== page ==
What is an Index Fund?
Explained: How do index funds work?
Let's say that you wanted to buy shares in all of the companies listed on the stock exchange. How would you do it?
If you had to buy them one by one, you would pay brokerage fees for each investment and you would need a huge portfolio to be able to pay for them all...like...seriously BIG!
Fortunately, you can buy into an index fund which does it for you.
How do they work?
When you buy into the fund, you get exposure to all of the shares included in the index.
For example, if you invested $500, the fund manager would go and buy each share in the index after pooling your money with other investors in the fund.
How can I buy an index fund?
Some index funds are listed on the sharemarket as an Exchange Traded Fund (ETF), so they can be bought and sold like a normal share using your share broking account. Many other index funds require you to apply directly to the fund manager, which requires you to fill out paperwork.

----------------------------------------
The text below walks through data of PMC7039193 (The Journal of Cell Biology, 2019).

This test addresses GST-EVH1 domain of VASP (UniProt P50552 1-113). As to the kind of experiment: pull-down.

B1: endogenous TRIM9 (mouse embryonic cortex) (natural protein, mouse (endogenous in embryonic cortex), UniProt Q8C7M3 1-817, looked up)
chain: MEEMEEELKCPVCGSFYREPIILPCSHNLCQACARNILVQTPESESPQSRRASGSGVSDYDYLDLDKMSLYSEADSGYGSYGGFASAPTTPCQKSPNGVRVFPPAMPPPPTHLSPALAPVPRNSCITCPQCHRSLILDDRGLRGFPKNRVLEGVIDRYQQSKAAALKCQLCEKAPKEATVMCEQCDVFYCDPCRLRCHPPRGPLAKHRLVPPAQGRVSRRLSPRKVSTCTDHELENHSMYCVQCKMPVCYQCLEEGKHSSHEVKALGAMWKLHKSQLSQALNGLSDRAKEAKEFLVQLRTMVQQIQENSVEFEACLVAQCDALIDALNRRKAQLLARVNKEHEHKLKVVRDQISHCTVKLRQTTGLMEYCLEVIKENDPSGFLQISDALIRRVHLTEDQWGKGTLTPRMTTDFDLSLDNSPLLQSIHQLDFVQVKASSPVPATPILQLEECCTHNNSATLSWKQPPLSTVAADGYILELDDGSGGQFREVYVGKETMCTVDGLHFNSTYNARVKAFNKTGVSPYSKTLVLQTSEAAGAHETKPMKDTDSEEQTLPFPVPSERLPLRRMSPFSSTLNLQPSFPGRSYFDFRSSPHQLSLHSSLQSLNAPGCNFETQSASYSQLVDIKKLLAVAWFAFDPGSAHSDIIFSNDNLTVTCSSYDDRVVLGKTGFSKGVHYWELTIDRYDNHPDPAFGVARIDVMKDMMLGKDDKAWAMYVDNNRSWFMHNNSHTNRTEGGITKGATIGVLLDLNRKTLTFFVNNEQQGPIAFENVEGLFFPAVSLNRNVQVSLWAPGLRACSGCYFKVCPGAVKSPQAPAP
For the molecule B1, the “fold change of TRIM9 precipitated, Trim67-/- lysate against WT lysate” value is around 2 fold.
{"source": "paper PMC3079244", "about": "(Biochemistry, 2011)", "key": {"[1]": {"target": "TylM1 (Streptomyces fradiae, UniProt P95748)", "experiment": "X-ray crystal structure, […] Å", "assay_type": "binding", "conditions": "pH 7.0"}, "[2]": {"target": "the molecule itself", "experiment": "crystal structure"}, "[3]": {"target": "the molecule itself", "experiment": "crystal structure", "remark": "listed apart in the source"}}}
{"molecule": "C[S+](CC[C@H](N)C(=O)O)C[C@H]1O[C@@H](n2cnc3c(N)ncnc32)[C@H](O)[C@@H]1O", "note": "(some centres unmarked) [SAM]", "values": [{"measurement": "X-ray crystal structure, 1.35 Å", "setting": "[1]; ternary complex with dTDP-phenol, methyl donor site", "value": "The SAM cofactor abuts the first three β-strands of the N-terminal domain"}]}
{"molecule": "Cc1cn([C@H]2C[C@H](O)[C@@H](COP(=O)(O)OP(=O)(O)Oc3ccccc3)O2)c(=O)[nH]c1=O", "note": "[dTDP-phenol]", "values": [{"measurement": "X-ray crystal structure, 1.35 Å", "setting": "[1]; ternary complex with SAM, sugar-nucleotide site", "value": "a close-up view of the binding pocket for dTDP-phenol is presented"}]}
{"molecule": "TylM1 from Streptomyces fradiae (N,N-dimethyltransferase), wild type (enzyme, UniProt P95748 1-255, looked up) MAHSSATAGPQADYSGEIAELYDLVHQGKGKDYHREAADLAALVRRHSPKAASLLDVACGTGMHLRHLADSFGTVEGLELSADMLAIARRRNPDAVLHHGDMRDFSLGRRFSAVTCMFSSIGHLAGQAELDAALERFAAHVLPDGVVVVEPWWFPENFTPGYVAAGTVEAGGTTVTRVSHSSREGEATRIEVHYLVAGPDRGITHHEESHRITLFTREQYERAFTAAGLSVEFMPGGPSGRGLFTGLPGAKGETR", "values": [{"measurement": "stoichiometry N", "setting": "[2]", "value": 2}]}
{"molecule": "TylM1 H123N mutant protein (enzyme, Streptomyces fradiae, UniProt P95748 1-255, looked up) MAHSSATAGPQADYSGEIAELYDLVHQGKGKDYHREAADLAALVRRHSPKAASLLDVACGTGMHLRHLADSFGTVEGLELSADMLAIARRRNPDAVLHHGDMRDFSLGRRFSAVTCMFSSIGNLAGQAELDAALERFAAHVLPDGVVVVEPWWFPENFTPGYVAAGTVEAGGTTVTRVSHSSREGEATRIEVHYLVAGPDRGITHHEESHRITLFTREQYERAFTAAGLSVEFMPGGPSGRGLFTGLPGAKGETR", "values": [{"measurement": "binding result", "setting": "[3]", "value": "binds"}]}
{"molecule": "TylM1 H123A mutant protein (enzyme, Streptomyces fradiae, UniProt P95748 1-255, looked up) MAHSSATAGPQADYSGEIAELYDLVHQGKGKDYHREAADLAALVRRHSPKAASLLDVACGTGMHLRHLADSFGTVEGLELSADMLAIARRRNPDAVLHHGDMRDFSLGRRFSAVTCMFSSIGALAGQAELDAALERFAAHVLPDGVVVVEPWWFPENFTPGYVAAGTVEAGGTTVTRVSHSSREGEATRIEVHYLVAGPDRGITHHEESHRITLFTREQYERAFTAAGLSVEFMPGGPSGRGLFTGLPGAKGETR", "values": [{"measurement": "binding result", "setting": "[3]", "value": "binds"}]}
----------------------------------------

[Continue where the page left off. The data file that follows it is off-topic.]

Are all ETFs Index Funds?
No. Even though the terms are used interchangeably they are not the same thing.
An 'ETF' is like the candy bar wrapper around a managed fund. What's inside is the managed fund (which could be an index fund, bond fund, property, chocolate, etc.). It's strategy is what you should focus on.
Do index funds have risks?
It's important to remember that index funds have risks, and the performance will vary depending on which index your fund tracks. As always, you should carefully read the product disclosure statement (PDS), which must be issued by a company which runs an index fund.
It's a couple minutes of reading that could save you thousands.
And if you get confused, we're always here to answer your questions.
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